Today is World Cancer Day.
Cancer is #2 among the leading causes of death in both the United States and the world. Approximately 75% of cancer deaths occur in low- and middle-income countries, countries where the number of cases is also rising most rapidly. Never are the medical and ethical dilemmas in mission medicine more difficult than when dealing with questions of cancer. Even if the surgical and laboratory resources exist in a mission country to diagnose a person’s cancer, the medications, radiology services, and specialized surgery to treat a diagnosed cancer may not exist, or may be too expensive for a person to afford.
If there is no health insurance and no “discretionary income”, money to diagnose and treat a cancer must come at the expense of other necessities of life for a patient and their family. As with so many things in mission medicine, when you stop focusing entirely on what can’t be done you begin to see everything that is possible to improve the lives of your patients.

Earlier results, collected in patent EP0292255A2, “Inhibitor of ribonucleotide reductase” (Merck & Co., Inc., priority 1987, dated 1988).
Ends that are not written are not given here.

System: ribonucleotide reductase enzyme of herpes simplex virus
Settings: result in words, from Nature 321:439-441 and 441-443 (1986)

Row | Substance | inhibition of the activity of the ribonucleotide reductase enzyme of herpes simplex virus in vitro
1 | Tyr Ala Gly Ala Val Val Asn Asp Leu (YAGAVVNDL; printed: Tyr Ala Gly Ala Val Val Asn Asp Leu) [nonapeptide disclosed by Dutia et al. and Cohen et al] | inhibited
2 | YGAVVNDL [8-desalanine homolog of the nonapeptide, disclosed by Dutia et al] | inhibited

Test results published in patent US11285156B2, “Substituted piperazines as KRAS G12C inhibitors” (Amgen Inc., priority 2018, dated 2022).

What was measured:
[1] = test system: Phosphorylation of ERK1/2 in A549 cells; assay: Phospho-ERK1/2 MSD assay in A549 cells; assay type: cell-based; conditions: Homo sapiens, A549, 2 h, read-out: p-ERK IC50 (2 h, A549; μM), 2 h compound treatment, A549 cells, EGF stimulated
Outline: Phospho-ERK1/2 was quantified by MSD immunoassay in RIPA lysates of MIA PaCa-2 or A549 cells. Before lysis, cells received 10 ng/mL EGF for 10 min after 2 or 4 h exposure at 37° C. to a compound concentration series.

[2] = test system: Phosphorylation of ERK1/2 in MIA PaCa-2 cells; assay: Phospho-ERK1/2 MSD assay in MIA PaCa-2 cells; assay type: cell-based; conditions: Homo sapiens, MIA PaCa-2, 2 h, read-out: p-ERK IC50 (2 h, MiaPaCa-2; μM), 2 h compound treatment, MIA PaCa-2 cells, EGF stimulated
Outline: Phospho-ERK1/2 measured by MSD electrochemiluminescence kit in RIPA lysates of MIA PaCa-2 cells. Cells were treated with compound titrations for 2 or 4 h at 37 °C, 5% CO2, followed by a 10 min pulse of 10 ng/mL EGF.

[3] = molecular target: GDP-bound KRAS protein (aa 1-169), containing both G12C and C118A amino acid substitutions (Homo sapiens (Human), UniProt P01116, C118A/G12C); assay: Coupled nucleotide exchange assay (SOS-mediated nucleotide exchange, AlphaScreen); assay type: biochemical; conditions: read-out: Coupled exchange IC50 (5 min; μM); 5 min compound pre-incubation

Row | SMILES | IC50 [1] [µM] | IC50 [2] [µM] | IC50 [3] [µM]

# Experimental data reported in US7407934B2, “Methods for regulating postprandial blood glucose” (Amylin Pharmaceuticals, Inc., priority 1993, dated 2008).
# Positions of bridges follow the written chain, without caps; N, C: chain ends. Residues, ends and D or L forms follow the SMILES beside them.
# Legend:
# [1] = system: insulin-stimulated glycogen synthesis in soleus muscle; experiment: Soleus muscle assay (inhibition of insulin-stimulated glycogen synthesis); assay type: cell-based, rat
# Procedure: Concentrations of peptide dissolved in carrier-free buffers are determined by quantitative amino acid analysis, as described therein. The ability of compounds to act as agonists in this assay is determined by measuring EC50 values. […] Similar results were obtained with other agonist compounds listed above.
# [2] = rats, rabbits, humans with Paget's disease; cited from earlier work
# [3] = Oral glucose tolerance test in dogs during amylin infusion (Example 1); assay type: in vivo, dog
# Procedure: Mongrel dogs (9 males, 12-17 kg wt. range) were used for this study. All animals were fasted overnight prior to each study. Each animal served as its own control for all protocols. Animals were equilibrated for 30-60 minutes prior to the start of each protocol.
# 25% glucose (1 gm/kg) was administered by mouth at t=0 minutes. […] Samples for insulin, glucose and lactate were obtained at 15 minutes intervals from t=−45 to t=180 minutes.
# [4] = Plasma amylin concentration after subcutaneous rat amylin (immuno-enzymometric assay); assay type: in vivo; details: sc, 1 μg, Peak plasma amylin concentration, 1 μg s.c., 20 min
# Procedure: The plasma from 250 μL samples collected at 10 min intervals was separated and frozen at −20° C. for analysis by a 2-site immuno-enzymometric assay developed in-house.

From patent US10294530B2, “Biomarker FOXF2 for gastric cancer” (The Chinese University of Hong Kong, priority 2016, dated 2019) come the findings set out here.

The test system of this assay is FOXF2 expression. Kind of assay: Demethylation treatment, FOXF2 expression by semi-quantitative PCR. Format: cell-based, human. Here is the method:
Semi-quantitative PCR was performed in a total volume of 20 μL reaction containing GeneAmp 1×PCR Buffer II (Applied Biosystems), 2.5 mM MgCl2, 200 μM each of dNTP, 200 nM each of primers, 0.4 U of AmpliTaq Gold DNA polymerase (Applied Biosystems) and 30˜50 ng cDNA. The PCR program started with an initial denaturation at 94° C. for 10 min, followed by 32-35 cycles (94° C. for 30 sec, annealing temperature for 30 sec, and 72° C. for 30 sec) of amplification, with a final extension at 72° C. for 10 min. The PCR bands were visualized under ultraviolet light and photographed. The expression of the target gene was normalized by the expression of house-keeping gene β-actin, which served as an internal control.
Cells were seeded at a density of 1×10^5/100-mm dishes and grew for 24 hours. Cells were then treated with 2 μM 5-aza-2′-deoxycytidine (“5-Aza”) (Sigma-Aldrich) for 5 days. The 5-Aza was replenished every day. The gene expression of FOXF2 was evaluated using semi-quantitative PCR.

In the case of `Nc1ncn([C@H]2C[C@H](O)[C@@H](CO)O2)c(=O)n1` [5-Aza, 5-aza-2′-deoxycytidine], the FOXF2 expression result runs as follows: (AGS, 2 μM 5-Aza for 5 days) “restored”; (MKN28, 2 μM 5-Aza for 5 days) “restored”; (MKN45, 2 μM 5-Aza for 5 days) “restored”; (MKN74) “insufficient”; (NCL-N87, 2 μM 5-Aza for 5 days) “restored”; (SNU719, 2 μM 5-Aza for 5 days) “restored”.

30-50% of cancer is preventable and that just happens to be the very best approach to cancer. Advice such as to avoid tobacco and alcohol, as well as obtaining any available vaccines which can help prevent infection-associated cancers (such as for hepatitis B and human papilloma virus), are vital in reducing a person’s risk for cancer. Secondly, if you are seeing a patient in a mission hospital with cancer, you investigate any possible sources of care for their disease in the country and talk with the patient about realistic expectations so that they can make good decisions. Thirdly, regardless of what is medically possible and what a patient decides, you walk with them where life takes them and continue to do whatever you can to treat disease and to provide comfort.